• Animal by-products: These are the “left-overs” once an animal has been prepared for human consumption. This may include intestines, chicken heads, lungs, livers, kidneys, duckbills, chicken and turkey feet, feathers and bone. Ingredients listed as chicken, beef, poultry, and animal by-products are not required to include actual meat. Animal digest, animal fat, meat by-products, and chicken by-products are all animal by-products and are described in better detail below.

  • Animal digest: Produced by chemical or enzymatic hydrolysis of an undecomposed animal. This has also been described as “manure” and “a cooked-down broth, which can be made from unspecified parts of unspecified animals. The animals used can be obtained from almost any source and no control is in place over quality or contamination. Any kind of animal can be included: “4-D animals” (dead, diseased, disabled, or dying), goats, pigs, horses, rats, animals euthanized at shelters, restaurant and supermarket refuse and so on.”

  • Animal fat: Obtained from the tissues of animals during rendering or extracting and generally comes from an unknown origin. BHA, an artificial preservative suspected of causing cancer, may be used to preserve the animal fat.

  • Meat by-products: These are the non-rendered parts, other than the meat, and are derived from slaughter animals. This includes, but is not limited to, the spleen, kidneys, livers, brain, lungs, blood, bone, stomachs, and intestines.

  • Chicken by-product meal: Ground and rendered chicken products, including necks, feet, intestines, and undeveloped eggs.

For more information on ingredients you probably don’t want to find in your pet’s food (the list is for dogs, but I would apply it to cats too), check out The Dog Food Project‘s, “Ingredients to Avoid” list.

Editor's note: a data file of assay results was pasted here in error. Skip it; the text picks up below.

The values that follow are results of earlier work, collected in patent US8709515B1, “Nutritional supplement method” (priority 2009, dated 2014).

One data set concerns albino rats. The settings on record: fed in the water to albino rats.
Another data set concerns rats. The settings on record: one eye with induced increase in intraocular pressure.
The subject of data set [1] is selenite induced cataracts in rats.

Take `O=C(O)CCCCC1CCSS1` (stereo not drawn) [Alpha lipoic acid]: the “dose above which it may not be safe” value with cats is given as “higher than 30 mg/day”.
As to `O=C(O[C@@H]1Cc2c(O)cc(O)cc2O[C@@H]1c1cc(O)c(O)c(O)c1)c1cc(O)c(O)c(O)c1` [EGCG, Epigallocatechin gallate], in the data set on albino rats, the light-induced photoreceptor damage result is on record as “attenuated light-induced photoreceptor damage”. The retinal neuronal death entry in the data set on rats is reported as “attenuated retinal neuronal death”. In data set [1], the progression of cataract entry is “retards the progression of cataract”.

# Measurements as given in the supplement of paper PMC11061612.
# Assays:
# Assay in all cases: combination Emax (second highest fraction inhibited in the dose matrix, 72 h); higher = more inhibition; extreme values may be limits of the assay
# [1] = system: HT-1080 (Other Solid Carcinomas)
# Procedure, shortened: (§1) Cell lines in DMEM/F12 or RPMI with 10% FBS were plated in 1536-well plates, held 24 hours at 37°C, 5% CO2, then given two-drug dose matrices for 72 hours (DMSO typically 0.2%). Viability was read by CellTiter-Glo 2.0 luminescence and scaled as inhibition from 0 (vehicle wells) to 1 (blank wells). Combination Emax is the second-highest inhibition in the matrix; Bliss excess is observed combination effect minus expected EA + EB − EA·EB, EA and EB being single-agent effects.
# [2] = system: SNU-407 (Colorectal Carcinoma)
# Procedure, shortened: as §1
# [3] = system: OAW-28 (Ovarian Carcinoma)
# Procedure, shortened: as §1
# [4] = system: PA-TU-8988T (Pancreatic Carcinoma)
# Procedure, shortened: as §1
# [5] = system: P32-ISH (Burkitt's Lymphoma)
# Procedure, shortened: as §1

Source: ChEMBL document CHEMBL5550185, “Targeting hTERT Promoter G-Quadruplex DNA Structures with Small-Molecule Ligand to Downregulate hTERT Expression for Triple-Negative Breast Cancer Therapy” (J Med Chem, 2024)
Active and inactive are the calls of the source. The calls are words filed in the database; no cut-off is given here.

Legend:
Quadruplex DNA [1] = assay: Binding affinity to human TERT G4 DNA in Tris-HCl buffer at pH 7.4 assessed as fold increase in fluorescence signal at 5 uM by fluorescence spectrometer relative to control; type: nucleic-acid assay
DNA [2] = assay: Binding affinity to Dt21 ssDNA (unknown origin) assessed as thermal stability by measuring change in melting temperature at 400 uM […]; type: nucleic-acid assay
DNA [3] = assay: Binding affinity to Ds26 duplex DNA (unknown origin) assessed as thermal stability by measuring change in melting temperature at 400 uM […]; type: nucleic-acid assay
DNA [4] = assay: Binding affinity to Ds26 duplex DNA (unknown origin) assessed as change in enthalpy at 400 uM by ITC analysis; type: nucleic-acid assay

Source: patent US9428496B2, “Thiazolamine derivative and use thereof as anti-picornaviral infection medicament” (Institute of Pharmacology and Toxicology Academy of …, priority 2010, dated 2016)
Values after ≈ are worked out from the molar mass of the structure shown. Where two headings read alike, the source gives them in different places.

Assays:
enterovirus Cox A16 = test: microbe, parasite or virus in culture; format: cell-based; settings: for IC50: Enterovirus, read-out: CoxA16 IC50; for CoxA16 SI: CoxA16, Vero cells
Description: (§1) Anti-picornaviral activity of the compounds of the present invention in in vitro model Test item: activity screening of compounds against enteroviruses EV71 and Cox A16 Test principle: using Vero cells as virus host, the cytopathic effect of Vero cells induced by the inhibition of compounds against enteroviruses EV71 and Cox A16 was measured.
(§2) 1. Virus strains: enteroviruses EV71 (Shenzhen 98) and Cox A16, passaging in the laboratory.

Luckily, if you are feeding your pet a good quality, meat based food from a reputable pet food company (like the the foods we sell in our store!), you should be just fine.If you’re not sure if the food you’re feeding has fillers or not, we urge you to do your research. A great place to start is dogfoodadvisor.com and (coming soon) catfoodadvisor.com. And of course, you can always call Calvin & Susie if you have a question.

Fillers are most often found in lower quality dog foods, where wholesome ingredients are sacrificed for quantity or cost. This is not to say that good food need always be expensive. We believe that everybody, regardless of wealth, should be able to feed their pets in a healthy way.

So next time you’re in the store, and you hear us talking about the “evils” of fillers, you can nod along, and take heart in the fact that you are giving your pet a nutritious (and delicious!) meal.

Give your dog or cat a treat for us!

~Your Loyal Calvin & Susie Blogger

As always, check with your vet before making any changes to your pet’s diet or body care. The Calvin & Susie Blogger always researches to the best of her ability, but she is not a vet. This blog is not in any way meant to replace veterinary advice or care. When in doubt always ask a vet.